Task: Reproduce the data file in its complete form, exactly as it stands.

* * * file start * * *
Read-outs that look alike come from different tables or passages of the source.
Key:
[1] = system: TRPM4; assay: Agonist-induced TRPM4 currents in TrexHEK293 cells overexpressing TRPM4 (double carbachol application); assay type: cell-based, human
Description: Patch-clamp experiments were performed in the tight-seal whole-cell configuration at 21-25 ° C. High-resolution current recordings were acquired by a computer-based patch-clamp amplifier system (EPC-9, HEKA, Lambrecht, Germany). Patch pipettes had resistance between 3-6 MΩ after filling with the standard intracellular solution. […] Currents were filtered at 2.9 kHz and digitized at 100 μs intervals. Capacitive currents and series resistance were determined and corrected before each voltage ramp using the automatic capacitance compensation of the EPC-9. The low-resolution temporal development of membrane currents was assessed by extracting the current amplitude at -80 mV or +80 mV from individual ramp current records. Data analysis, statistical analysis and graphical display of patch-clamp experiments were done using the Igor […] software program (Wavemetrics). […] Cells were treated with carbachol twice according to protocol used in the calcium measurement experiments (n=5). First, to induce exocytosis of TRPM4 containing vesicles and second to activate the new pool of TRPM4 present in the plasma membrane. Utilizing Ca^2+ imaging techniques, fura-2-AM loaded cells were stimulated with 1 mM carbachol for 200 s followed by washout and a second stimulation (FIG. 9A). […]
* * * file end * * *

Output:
Read-outs that look alike come from different tables or passages of the source.
Key:
[1] = system: TRPM4; assay: Agonist-induced TRPM4 currents in TrexHEK293 cells overexpressing TRPM4 (double carbachol application); assay type: cell-based, human
Description: Patch-clamp experiments were performed in the tight-seal whole-cell configuration at 21-25 ° C. High-resolution current recordings were acquired by a computer-based patch-clamp amplifier system (EPC-9, HEKA, Lambrecht, Germany). Patch pipettes had resistance between 3-6 MΩ after filling with the standard intracellular solution. […] Currents were filtered at 2.9 kHz and digitized at 100 μs intervals. Capacitive currents and series resistance were determined and corrected before each voltage ramp using the automatic capacitance compensation of the EPC-9. The low-resolution temporal development of membrane currents was assessed by extracting the current amplitude at -80 mV or +80 mV from individual ramp current records. Data analysis, statistical analysis and graphical display of patch-clamp experiments were done using the Igor […] software program (Wavemetrics). […] Cells were treated with carbachol twice according to protocol used in the calcium measurement experiments (n=5). First, to induce exocytosis of TRPM4 containing vesicles and second to activate the new pool of TRPM4 present in the plasma membrane. Utilizing Ca^2+ imaging techniques, fura-2-AM loaded cells were stimulated with 1 mM carbachol for 200 s followed by washout and a second stimulation (FIG. 9A). […]